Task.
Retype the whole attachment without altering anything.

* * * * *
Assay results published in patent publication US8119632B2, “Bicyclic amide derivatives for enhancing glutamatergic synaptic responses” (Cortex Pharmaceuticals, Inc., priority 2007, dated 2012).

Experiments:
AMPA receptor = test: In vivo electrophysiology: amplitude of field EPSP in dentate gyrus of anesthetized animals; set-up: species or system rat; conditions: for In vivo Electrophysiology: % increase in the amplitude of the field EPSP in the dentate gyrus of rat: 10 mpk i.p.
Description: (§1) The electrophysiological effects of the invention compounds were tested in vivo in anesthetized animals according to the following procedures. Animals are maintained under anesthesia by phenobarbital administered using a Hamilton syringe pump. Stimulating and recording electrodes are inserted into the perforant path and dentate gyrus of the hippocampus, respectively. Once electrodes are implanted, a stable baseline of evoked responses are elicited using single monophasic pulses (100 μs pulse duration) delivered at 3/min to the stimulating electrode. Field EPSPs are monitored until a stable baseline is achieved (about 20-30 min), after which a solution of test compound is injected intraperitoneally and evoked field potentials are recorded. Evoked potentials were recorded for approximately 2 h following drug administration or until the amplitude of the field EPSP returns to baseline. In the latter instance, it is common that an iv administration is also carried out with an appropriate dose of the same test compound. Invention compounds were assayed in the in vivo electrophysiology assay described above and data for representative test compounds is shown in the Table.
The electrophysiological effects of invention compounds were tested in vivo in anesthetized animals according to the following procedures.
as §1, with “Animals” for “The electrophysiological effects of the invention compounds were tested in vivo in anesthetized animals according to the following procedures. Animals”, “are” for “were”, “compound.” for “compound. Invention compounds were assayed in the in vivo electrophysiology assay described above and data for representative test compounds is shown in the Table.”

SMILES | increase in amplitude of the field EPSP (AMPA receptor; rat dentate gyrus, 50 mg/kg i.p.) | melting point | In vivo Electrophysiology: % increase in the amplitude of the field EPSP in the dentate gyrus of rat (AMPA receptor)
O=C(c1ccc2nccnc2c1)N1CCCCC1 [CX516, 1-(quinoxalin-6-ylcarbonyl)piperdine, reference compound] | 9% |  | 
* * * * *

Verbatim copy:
Assay results published in patent publication US8119632B2, “Bicyclic amide derivatives for enhancing glutamatergic synaptic responses” (Cortex Pharmaceuticals, Inc., priority 2007, dated 2012).

Experiments:
AMPA receptor = test: In vivo electrophysiology: amplitude of field EPSP in dentate gyrus of anesthetized animals; set-up: species or system rat; conditions: for In vivo Electrophysiology: % increase in the amplitude of the field EPSP in the dentate gyrus of rat: 10 mpk i.p.
Description: (§1) The electrophysiological effects of the invention compounds were tested in vivo in anesthetized animals according to the following procedures. Animals are maintained under anesthesia by phenobarbital administered using a Hamilton syringe pump. Stimulating and recording electrodes are inserted into the perforant path and dentate gyrus of the hippocampus, respectively. Once electrodes are implanted, a stable baseline of evoked responses are elicited using single monophasic pulses (100 μs pulse duration) delivered at 3/min to the stimulating electrode. Field EPSPs are monitored until a stable baseline is achieved (about 20-30 min), after which a solution of test compound is injected intraperitoneally and evoked field potentials are recorded. Evoked potentials were recorded for approximately 2 h following drug administration or until the amplitude of the field EPSP returns to baseline. In the latter instance, it is common that an iv administration is also carried out with an appropriate dose of the same test compound. Invention compounds were assayed in the in vivo electrophysiology assay described above and data for representative test compounds is shown in the Table.
The electrophysiological effects of invention compounds were tested in vivo in anesthetized animals according to the following procedures.
as §1, with “Animals” for “The electrophysiological effects of the invention compounds were tested in vivo in anesthetized animals according to the following procedures. Animals”, “are” for “were”, “compound.” for “compound. Invention compounds were assayed in the in vivo electrophysiology assay described above and data for representative test compounds is shown in the Table.”

SMILES | increase in amplitude of the field EPSP (AMPA receptor; rat dentate gyrus, 50 mg/kg i.p.) | melting point | In vivo Electrophysiology: % increase in the amplitude of the field EPSP in the dentate gyrus of rat (AMPA receptor)
O=C(c1ccc2nccnc2c1)N1CCCCC1 [CX516, 1-(quinoxalin-6-ylcarbonyl)piperdine, reference compound] | 9% |  | 